PFF statement on assault of Vanuatu Daily Post journalist Esther Tinning

Pacific Freedom Forum


Media Release


Vanuatu Government must step up against attacks on media: Pacific Freedom Forum


For immediate release: Wednesday 11 February, 2009.   Two attacks in as many weeks against Vanuatu daily newspaper the Daily Post has left regional media watchdog the Pacific Freedom Forum "appalled and disgusted" at the growing culture of abuse against media workers.


Police officers are under investigation and facing charges for a vicious bashing of Daily Post publisher Marc Neil-Jones in January, even as other colleagues are now opening a second investigation into an attack on Daily Post freelancer Esther Tinning as she walked her children to school early last week.


Reports around the incident say Tinning, a USP graduate, was attacked by a local builder enraged by a feature piece she had written based on information provided by the assailants sister.


"We are awaiting updates on the extent of Ms Tinning's injuries and her condition following this cowardly attack," says Pacific Freedom Forum Chair Susuve Laumaea. "The very public nature of this assault provides an alarming picture of public perceptions around violence,  and the twisted motives of her attacker," says Laumaea.


"We applaud the zero tolerance against violence policy of the Daily Post in lodging its complaint, urge the police to look beyond any negative perceptions and bias over Ms. Tinnings' work; and apply the rule of law to investigate this matter fairly and openly," he says.


Co-chair of the Freedom Forum Monica Miller says the assault is evidence of a wider problem in many Pacific nations, where more awareness on the role of the media, and complaint procedures for the public can help to avoid personal abuse and attack against individual journalists.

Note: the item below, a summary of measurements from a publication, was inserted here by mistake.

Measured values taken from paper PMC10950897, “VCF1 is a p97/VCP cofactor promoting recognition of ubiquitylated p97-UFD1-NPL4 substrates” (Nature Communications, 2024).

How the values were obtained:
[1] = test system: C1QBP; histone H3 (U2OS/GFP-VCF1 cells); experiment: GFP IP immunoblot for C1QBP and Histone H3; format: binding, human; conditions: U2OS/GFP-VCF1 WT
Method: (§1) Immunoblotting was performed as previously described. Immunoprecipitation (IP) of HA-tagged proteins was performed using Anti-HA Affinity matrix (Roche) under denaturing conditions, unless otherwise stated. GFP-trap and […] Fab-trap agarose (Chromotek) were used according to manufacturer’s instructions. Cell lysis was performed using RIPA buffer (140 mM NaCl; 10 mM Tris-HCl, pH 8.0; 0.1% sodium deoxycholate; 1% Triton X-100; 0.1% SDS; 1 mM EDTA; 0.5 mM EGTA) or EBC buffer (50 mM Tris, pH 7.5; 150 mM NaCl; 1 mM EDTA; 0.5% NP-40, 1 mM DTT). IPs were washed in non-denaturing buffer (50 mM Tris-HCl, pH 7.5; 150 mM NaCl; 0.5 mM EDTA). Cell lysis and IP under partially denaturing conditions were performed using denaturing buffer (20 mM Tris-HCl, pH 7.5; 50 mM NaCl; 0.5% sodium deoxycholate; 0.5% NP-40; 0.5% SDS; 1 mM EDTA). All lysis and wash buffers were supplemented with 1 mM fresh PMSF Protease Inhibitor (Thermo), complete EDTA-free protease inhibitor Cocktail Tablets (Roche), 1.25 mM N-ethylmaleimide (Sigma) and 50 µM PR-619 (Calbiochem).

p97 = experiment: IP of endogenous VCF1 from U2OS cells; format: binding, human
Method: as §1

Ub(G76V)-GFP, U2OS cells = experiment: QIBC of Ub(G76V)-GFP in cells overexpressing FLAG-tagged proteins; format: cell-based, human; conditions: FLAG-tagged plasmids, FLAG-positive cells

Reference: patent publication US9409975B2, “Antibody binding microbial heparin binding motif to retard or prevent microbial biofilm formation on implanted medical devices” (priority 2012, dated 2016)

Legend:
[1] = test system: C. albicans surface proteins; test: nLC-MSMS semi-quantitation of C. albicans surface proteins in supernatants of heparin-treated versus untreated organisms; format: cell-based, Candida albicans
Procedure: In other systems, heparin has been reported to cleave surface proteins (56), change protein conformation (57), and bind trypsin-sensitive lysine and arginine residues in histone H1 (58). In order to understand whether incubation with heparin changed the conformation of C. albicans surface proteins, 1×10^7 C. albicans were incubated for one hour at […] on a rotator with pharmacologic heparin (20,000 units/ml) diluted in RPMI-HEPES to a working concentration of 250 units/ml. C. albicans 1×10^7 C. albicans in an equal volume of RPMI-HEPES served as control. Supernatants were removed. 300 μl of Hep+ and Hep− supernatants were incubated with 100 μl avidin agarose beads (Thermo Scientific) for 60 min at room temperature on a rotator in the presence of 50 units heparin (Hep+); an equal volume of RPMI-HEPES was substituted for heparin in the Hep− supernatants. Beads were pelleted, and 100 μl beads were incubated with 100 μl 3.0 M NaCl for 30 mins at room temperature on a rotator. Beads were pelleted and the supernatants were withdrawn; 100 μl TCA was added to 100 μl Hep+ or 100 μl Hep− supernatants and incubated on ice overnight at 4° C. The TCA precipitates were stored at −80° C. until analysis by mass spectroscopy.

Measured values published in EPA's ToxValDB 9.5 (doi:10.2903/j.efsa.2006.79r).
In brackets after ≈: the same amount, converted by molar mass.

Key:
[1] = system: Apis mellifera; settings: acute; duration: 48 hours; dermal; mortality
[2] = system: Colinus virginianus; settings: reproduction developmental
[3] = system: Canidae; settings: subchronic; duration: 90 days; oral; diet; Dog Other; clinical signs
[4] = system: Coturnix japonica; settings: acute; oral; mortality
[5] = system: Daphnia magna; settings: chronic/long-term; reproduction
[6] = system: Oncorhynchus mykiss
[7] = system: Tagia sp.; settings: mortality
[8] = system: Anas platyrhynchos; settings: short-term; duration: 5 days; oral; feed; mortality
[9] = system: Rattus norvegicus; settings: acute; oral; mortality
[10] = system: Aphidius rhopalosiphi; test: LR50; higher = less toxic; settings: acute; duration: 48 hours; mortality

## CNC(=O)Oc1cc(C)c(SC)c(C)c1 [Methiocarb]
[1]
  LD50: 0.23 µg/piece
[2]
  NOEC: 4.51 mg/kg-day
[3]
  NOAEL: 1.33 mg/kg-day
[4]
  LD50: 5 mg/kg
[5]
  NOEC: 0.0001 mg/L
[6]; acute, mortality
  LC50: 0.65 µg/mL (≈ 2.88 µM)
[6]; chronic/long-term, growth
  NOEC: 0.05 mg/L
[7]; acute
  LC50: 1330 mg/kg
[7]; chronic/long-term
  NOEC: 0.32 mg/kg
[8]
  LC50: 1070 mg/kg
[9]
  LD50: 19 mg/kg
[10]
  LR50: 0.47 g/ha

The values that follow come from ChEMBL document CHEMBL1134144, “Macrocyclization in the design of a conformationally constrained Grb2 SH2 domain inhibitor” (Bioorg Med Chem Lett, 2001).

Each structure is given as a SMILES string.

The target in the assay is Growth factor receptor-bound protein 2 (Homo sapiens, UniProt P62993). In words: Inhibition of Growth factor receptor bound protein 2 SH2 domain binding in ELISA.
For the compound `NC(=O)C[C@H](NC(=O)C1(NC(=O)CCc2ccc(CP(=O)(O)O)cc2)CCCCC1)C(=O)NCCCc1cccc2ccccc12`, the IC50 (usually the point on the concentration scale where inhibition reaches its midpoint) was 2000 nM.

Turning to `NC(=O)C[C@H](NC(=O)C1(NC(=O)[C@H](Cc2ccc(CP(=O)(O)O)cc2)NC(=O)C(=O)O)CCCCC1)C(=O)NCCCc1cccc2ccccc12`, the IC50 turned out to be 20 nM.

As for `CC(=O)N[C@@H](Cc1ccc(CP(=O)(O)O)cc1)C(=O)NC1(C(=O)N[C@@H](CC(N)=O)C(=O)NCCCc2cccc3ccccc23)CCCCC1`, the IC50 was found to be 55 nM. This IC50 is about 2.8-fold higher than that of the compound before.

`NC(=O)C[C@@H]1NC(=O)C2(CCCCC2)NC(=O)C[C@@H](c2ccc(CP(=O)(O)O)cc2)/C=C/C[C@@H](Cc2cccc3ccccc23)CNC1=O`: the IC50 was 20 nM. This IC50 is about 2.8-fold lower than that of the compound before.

"It's my view that the latest incident is only the tip of the iceberg when it comes to intimidation of journalists and attacks on women in journalism in particular," she says. "Much of what happens behind the news stories and afterwards is never dealt with in the public domain, and unfortunately never pursued in the legal system."


While acknowledging the role of NGOs in helping more people understand the media role in human rights and information work, Miller says it is also time for journalists to "stop accepting abuse and intimidation as part and parcel of their job, and for both journalists and our publics to say enough, and speak out when these occur."


"Following through on any personal attacks through the judicial system will help to build mutual understanding amongst journalists and their Pacific communities; as we all come to acknowledge the human rights of journalists as people just like any other worker in society," she says.



PFF interim Chair

Susuve Laumaea | Sunday Chronicle Newspaper | Papua New Guinea

Mobile: 675-684 5168 | Office: 675-321-7040 | Email:


PFF interim co-Chair

Monica Miller | KHJ Radio | American Samoa

Mob    684 258-4197 | Office 684 633-7793 | Email:


The Pacific Freedom Forum are a regional and global online network of Pacific media colleagues, with the specific intent of raising awareness and advocacy of the right of Pacific people to enjoy freedom of expression and be served by a free and independent media.

We believe in the critical and basic link between these freedoms, and the vision of democratic and participatory governance pledged by our leaders in their endorsement of the Pacific Plan and other commitments to good governance.

In support of the above, our key focus is monitoring threats to media freedom and bringing issues of concern to the attention of the wider regional and international community.

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